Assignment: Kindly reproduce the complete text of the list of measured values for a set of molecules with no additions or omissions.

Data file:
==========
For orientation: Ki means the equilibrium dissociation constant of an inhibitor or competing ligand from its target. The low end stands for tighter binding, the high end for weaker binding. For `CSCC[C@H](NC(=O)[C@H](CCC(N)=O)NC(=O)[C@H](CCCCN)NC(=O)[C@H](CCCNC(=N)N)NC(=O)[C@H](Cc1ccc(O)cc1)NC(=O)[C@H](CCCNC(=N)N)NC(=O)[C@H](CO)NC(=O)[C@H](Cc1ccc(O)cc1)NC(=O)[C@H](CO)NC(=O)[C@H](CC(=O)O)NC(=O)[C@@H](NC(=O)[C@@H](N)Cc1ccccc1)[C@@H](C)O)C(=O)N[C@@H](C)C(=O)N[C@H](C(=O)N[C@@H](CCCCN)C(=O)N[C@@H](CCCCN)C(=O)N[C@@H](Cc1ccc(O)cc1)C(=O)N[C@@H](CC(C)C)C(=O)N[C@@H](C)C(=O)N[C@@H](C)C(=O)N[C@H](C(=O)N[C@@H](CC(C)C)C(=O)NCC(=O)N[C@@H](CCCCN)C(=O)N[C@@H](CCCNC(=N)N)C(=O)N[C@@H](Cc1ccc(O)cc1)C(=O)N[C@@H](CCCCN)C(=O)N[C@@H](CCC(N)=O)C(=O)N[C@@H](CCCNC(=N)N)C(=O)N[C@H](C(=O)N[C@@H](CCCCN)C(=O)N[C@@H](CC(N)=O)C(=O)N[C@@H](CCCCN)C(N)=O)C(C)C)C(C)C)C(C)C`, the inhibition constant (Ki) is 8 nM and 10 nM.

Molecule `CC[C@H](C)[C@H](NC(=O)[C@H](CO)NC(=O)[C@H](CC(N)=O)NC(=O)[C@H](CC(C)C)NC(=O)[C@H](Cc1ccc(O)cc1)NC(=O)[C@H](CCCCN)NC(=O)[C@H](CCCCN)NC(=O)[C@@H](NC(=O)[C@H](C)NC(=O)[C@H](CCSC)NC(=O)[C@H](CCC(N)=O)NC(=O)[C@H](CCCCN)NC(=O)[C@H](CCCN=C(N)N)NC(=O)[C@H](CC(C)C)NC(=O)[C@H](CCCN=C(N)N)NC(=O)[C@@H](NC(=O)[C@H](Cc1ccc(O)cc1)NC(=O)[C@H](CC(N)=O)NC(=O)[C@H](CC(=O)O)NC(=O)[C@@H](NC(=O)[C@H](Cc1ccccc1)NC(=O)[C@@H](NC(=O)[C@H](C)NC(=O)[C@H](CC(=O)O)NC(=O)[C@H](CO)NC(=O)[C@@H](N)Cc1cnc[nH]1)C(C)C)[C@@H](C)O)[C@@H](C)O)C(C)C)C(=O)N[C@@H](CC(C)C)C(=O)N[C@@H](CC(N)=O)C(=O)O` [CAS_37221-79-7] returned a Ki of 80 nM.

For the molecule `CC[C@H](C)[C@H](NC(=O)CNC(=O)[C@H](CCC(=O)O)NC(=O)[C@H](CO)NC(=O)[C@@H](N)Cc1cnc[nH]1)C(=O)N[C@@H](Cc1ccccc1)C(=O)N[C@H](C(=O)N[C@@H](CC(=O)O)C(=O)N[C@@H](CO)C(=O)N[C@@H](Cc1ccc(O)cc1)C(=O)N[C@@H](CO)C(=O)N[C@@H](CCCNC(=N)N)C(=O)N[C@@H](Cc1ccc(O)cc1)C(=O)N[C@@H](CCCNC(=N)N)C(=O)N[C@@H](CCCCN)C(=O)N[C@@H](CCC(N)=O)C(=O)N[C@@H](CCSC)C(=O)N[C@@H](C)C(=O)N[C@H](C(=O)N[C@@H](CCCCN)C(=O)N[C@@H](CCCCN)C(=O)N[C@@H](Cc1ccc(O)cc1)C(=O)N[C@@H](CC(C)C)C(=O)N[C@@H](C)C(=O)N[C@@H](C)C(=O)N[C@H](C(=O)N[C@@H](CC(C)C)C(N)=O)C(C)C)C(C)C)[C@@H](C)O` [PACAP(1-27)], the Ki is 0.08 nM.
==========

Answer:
For orientation: Ki means the equilibrium dissociation constant of an inhibitor or competing ligand from its target. The low end stands for tighter binding, the high end for weaker binding. For `CSCC[C@H](NC(=O)[C@H](CCC(N)=O)NC(=O)[C@H](CCCCN)NC(=O)[C@H](CCCNC(=N)N)NC(=O)[C@H](Cc1ccc(O)cc1)NC(=O)[C@H](CCCNC(=N)N)NC(=O)[C@H](CO)NC(=O)[C@H](Cc1ccc(O)cc1)NC(=O)[C@H](CO)NC(=O)[C@H](CC(=O)O)NC(=O)[C@@H](NC(=O)[C@@H](N)Cc1ccccc1)[C@@H](C)O)C(=O)N[C@@H](C)C(=O)N[C@H](C(=O)N[C@@H](CCCCN)C(=O)N[C@@H](CCCCN)C(=O)N[C@@H](Cc1ccc(O)cc1)C(=O)N[C@@H](CC(C)C)C(=O)N[C@@H](C)C(=O)N[C@@H](C)C(=O)N[C@H](C(=O)N[C@@H](CC(C)C)C(=O)NCC(=O)N[C@@H](CCCCN)C(=O)N[C@@H](CCCNC(=N)N)C(=O)N[C@@H](Cc1ccc(O)cc1)C(=O)N[C@@H](CCCCN)C(=O)N[C@@H](CCC(N)=O)C(=O)N[C@@H](CCCNC(=N)N)C(=O)N[C@H](C(=O)N[C@@H](CCCCN)C(=O)N[C@@H](CC(N)=O)C(=O)N[C@@H](CCCCN)C(N)=O)C(C)C)C(C)C)C(C)C`, the inhibition constant (Ki) is 8 nM and 10 nM.

Molecule `CC[C@H](C)[C@H](NC(=O)[C@H](CO)NC(=O)[C@H](CC(N)=O)NC(=O)[C@H](CC(C)C)NC(=O)[C@H](Cc1ccc(O)cc1)NC(=O)[C@H](CCCCN)NC(=O)[C@H](CCCCN)NC(=O)[C@@H](NC(=O)[C@H](C)NC(=O)[C@H](CCSC)NC(=O)[C@H](CCC(N)=O)NC(=O)[C@H](CCCCN)NC(=O)[C@H](CCCN=C(N)N)NC(=O)[C@H](CC(C)C)NC(=O)[C@H](CCCN=C(N)N)NC(=O)[C@@H](NC(=O)[C@H](Cc1ccc(O)cc1)NC(=O)[C@H](CC(N)=O)NC(=O)[C@H](CC(=O)O)NC(=O)[C@@H](NC(=O)[C@H](Cc1ccccc1)NC(=O)[C@@H](NC(=O)[C@H](C)NC(=O)[C@H](CC(=O)O)NC(=O)[C@H](CO)NC(=O)[C@@H](N)Cc1cnc[nH]1)C(C)C)[C@@H](C)O)[C@@H](C)O)C(C)C)C(=O)N[C@@H](CC(C)C)C(=O)N[C@@H](CC(N)=O)C(=O)O` [CAS_37221-79-7] returned a Ki of 80 nM.

For the molecule `CC[C@H](C)[C@H](NC(=O)CNC(=O)[C@H](CCC(=O)O)NC(=O)[C@H](CO)NC(=O)[C@@H](N)Cc1cnc[nH]1)C(=O)N[C@@H](Cc1ccccc1)C(=O)N[C@H](C(=O)N[C@@H](CC(=O)O)C(=O)N[C@@H](CO)C(=O)N[C@@H](Cc1ccc(O)cc1)C(=O)N[C@@H](CO)C(=O)N[C@@H](CCCNC(=N)N)C(=O)N[C@@H](Cc1ccc(O)cc1)C(=O)N[C@@H](CCCNC(=N)N)C(=O)N[C@@H](CCCCN)C(=O)N[C@@H](CCC(N)=O)C(=O)N[C@@H](CCSC)C(=O)N[C@@H](C)C(=O)N[C@H](C(=O)N[C@@H](CCCCN)C(=O)N[C@@H](CCCCN)C(=O)N[C@@H](Cc1ccc(O)cc1)C(=O)N[C@@H](CC(C)C)C(=O)N[C@@H](C)C(=O)N[C@@H](C)C(=O)N[C@H](C(=O)N[C@@H](CC(C)C)C(N)=O)C(C)C)C(C)C)[C@@H](C)O` [PACAP(1-27)], the Ki is 0.08 nM.